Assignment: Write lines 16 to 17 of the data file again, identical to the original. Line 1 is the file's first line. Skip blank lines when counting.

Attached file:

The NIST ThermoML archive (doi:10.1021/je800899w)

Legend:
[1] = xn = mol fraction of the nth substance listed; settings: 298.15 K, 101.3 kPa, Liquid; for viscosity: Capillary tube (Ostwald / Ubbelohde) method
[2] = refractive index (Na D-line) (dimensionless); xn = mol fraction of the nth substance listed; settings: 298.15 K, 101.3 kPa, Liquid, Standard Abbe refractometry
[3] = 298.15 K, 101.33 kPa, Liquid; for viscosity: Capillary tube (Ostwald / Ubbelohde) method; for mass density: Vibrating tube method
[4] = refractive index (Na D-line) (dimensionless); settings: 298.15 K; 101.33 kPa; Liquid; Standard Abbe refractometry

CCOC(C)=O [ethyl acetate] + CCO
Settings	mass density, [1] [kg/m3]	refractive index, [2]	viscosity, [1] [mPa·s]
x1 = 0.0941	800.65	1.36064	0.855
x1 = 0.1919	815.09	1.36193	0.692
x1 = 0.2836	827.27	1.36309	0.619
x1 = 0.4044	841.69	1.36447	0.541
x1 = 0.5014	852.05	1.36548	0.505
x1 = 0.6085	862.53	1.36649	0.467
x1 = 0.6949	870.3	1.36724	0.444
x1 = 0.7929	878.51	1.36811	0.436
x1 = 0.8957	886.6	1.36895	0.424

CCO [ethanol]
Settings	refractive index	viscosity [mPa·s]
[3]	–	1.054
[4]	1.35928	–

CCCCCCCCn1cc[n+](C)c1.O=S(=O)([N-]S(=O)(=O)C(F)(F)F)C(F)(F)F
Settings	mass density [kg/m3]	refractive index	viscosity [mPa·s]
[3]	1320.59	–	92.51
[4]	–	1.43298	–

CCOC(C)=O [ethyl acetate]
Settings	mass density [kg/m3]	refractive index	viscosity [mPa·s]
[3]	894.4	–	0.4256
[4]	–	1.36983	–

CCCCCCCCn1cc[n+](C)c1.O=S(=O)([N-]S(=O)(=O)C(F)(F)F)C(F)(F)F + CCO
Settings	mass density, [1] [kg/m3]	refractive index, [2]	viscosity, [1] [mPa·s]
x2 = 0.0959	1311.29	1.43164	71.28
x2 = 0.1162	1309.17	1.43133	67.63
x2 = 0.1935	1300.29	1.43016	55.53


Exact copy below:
x1 = 0.7929	878.51	1.36811	0.436
x1 = 0.8957	886.6	1.36895	0.424